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RSV vaccine could be a "major breakthrough"

Early study signals RSV vaccine effective
Photo: Early study signals RSV vaccine effective
In a few years biotech company Novavax Inc's jab could become the first vaccine approved in the US against respiratory syncytial virus, or RSV.

Early research in older adults found an experimental vaccine prevented nearly two-thirds of serious cases of a common, seasonal respiratory virus that annually kills thousands of vulnerable Americans - babies and senior citizens.

If further testing by vaccine developer Novavax Inc. goes well, in a few years the biotech company's genetically engineered shot could become the first vaccine approved against respiratory syncytial virus, or RSV.

"It could be a major breakthrough," said Dr Andrew Pavia, a spokesman for the Infectious Diseases Society of America, cautioning that the preliminary study's results must be duplicated in more people.
"It's not time to break out the champagne."

There's no specific treatment for RSV, and drugmakers for the last half-century have unsuccessfully tried to create a vaccine.

In the US, it infects virtually every child by age two, is the top cause of infant hospitalisations and kills an estimated 11,000 to 14,000 people 60 and older each year.

Worldwide it causes more than 30 million lower respiratory infection episodes and kills roughly 175,000 children under age five annually.

The virus causes mild cold symptoms or none at all in healthy adolescents and adults, who are mostly protected by immunity built up from childhood exposure.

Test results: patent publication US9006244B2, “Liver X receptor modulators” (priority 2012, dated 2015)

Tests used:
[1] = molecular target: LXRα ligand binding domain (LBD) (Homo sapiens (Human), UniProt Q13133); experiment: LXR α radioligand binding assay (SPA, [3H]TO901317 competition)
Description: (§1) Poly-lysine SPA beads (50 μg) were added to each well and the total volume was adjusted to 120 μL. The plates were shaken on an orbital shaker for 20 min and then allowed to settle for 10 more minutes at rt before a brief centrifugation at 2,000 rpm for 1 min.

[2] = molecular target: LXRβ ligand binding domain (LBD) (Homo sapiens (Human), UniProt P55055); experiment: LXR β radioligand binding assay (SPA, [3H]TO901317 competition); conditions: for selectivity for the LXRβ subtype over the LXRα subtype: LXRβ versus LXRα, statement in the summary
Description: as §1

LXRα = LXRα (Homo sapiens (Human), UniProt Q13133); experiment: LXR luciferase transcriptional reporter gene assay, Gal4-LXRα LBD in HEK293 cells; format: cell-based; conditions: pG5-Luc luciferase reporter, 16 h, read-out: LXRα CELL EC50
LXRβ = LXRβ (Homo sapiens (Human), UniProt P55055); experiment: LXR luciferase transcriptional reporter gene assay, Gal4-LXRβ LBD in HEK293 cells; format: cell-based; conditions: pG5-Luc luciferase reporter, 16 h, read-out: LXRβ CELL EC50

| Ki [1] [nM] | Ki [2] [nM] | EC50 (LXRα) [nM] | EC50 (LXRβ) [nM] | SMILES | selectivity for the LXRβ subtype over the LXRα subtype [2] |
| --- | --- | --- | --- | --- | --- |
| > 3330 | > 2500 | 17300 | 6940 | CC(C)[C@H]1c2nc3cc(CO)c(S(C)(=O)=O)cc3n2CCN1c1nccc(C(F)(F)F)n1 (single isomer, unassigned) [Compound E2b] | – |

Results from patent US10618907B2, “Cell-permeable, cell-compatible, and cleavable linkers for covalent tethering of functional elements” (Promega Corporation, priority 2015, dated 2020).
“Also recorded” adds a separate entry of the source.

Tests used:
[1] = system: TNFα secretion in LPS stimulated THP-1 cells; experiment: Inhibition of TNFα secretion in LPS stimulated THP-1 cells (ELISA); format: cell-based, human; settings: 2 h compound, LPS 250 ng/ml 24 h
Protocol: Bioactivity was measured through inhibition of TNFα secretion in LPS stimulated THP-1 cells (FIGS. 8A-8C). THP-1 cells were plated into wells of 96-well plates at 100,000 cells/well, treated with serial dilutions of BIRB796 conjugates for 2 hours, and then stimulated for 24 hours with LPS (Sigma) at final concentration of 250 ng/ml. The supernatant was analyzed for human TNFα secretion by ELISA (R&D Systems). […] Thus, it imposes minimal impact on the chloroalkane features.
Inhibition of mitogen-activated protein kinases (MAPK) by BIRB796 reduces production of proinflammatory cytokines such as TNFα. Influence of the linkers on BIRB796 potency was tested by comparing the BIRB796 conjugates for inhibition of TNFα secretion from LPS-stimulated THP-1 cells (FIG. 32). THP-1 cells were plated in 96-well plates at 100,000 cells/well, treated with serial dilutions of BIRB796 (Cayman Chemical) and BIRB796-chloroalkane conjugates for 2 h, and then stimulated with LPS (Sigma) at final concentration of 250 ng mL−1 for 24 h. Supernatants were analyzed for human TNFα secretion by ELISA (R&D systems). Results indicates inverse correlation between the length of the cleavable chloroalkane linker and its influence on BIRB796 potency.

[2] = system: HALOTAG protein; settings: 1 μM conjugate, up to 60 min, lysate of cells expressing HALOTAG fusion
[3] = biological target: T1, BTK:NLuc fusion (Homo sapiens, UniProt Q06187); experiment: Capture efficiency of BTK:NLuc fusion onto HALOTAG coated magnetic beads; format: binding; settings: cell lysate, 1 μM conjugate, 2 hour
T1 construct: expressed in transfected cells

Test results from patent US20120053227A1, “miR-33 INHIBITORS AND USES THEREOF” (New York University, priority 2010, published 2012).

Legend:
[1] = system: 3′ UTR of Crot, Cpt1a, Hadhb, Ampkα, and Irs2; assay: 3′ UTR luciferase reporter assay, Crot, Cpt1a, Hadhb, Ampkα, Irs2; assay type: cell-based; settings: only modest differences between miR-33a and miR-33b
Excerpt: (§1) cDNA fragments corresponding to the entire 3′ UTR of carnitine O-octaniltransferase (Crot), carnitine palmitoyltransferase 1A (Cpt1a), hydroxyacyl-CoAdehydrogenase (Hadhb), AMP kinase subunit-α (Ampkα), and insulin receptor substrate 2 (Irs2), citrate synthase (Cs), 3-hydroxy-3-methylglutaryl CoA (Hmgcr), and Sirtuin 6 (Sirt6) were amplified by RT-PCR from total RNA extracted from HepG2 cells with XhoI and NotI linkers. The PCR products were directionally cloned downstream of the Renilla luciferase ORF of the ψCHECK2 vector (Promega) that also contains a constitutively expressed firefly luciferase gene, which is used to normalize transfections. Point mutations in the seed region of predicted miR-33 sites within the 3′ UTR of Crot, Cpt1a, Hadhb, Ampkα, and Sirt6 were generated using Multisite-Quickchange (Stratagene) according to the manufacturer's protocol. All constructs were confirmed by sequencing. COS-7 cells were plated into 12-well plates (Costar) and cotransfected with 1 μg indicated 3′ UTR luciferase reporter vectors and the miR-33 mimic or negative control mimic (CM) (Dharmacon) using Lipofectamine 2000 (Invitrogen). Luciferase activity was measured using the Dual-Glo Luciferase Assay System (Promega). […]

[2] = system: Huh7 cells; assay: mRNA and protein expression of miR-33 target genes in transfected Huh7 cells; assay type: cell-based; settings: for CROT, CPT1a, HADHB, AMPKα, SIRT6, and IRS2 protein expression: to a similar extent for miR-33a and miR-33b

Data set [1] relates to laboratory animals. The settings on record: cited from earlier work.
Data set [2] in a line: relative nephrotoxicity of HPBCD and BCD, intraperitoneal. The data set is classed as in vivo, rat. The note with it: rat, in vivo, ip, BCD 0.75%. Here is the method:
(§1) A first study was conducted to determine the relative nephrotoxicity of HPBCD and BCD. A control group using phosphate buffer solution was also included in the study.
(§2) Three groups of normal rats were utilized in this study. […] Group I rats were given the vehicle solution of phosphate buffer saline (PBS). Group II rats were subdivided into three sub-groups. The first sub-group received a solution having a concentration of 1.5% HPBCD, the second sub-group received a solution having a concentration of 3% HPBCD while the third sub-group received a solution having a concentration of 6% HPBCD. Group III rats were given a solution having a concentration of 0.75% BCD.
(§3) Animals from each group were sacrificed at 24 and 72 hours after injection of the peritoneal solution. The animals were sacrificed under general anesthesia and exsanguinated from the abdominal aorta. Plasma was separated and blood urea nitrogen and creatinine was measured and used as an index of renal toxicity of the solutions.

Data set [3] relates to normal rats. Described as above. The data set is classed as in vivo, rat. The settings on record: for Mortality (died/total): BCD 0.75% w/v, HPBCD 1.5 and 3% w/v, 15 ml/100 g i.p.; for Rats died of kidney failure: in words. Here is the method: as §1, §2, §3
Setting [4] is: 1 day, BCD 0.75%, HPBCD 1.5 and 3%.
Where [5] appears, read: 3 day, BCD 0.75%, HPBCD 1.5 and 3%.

But for those at the beginning or end of life, whose immune systems are either revving up or sputtering out, it's a different story.

It's also a risk for those with weak immune systems, such as bone marrow transplant and cancer patients and people with uncontrolled HIV.

The virus only kills several hundred children each year in the US because of widespread availability of supplemental oxygen and other supportive medical care.

But by age 65 immunity to RSV has mostly worn off and the virus lands up to 180,000 people in hospital with pneumonia and other dangerous respiratory problems.

Novavax has been developing this vaccine for four years, testing it in animals and now people.

Past efforts by other companies didn't work because they were making vaccines either from killed RSV virus or a key protein on its surface, Dr Gregory Glenn, head of research and development at Novavax, said.

Those had membranes around them that made it very hard for the immune system to recognise the virus, allowing repeated infections over the years, including ones causing serious symptoms in about five per cent of seniors each year.


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